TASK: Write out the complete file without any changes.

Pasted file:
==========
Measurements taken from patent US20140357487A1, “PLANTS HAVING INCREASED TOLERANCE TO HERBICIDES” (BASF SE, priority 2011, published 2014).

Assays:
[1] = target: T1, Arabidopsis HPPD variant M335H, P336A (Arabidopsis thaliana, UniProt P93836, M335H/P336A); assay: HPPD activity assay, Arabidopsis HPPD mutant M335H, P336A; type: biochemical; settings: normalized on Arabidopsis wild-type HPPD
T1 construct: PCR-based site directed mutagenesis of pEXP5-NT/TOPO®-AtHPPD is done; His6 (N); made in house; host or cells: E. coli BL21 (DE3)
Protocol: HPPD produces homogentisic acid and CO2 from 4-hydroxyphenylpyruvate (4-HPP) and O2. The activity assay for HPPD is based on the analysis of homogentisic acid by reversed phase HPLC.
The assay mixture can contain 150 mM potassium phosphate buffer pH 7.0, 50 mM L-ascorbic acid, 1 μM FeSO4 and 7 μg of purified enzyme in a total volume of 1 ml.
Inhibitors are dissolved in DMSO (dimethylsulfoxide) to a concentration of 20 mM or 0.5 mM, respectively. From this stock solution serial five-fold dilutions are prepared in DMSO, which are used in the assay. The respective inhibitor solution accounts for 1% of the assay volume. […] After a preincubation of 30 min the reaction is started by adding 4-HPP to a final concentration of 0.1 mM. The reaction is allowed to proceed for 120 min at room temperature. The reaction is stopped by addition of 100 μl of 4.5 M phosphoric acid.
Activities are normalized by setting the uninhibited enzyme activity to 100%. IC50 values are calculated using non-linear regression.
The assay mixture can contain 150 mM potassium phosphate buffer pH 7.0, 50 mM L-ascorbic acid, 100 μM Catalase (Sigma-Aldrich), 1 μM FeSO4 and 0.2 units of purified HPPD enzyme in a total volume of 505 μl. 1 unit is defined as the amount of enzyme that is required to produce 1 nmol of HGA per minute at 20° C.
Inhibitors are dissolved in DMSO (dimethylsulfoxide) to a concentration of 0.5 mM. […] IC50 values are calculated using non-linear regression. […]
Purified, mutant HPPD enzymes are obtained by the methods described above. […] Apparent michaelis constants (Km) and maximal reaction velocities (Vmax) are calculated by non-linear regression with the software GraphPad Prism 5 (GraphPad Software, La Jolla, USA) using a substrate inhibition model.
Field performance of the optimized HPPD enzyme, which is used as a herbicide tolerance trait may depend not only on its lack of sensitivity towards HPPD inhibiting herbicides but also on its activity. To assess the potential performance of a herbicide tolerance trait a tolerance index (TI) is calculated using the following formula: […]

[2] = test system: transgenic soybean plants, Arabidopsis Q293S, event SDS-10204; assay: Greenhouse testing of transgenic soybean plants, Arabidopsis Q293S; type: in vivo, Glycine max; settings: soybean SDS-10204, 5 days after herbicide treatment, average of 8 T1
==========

Measurements taken from patent US20140357487A1, “PLANTS HAVING INCREASED TOLERANCE TO HERBICIDES” (BASF SE, priority 2011, published 2014).

Assays:
[1] = target: T1, Arabidopsis HPPD variant M335H, P336A (Arabidopsis thaliana, UniProt P93836, M335H/P336A); assay: HPPD activity assay, Arabidopsis HPPD mutant M335H, P336A; type: biochemical; settings: normalized on Arabidopsis wild-type HPPD
T1 construct: PCR-based site directed mutagenesis of pEXP5-NT/TOPO®-AtHPPD is done; His6 (N); made in house; host or cells: E. coli BL21 (DE3)
Protocol: HPPD produces homogentisic acid and CO2 from 4-hydroxyphenylpyruvate (4-HPP) and O2. The activity assay for HPPD is based on the analysis of homogentisic acid by reversed phase HPLC.
The assay mixture can contain 150 mM potassium phosphate buffer pH 7.0, 50 mM L-ascorbic acid, 1 μM FeSO4 and 7 μg of purified enzyme in a total volume of 1 ml.
Inhibitors are dissolved in DMSO (dimethylsulfoxide) to a concentration of 20 mM or 0.5 mM, respectively. From this stock solution serial five-fold dilutions are prepared in DMSO, which are used in the assay. The respective inhibitor solution accounts for 1% of the assay volume. […] After a preincubation of 30 min the reaction is started by adding 4-HPP to a final concentration of 0.1 mM. The reaction is allowed to proceed for 120 min at room temperature. The reaction is stopped by addition of 100 μl of 4.5 M phosphoric acid.
Activities are normalized by setting the uninhibited enzyme activity to 100%. IC50 values are calculated using non-linear regression.
The assay mixture can contain 150 mM potassium phosphate buffer pH 7.0, 50 mM L-ascorbic acid, 100 μM Catalase (Sigma-Aldrich), 1 μM FeSO4 and 0.2 units of purified HPPD enzyme in a total volume of 505 μl. 1 unit is defined as the amount of enzyme that is required to produce 1 nmol of HGA per minute at 20° C.
Inhibitors are dissolved in DMSO (dimethylsulfoxide) to a concentration of 0.5 mM. […] IC50 values are calculated using non-linear regression. […]
Purified, mutant HPPD enzymes are obtained by the methods described above. […] Apparent michaelis constants (Km) and maximal reaction velocities (Vmax) are calculated by non-linear regression with the software GraphPad Prism 5 (GraphPad Software, La Jolla, USA) using a substrate inhibition model.
Field performance of the optimized HPPD enzyme, which is used as a herbicide tolerance trait may depend not only on its lack of sensitivity towards HPPD inhibiting herbicides but also on its activity. To assess the potential performance of a herbicide tolerance trait a tolerance index (TI) is calculated using the following formula: […]

[2] = test system: transgenic soybean plants, Arabidopsis Q293S, event SDS-10204; assay: Greenhouse testing of transgenic soybean plants, Arabidopsis Q293S; type: in vivo, Glycine max; settings: soybean SDS-10204, 5 days after herbicide treatment, average of 8 T1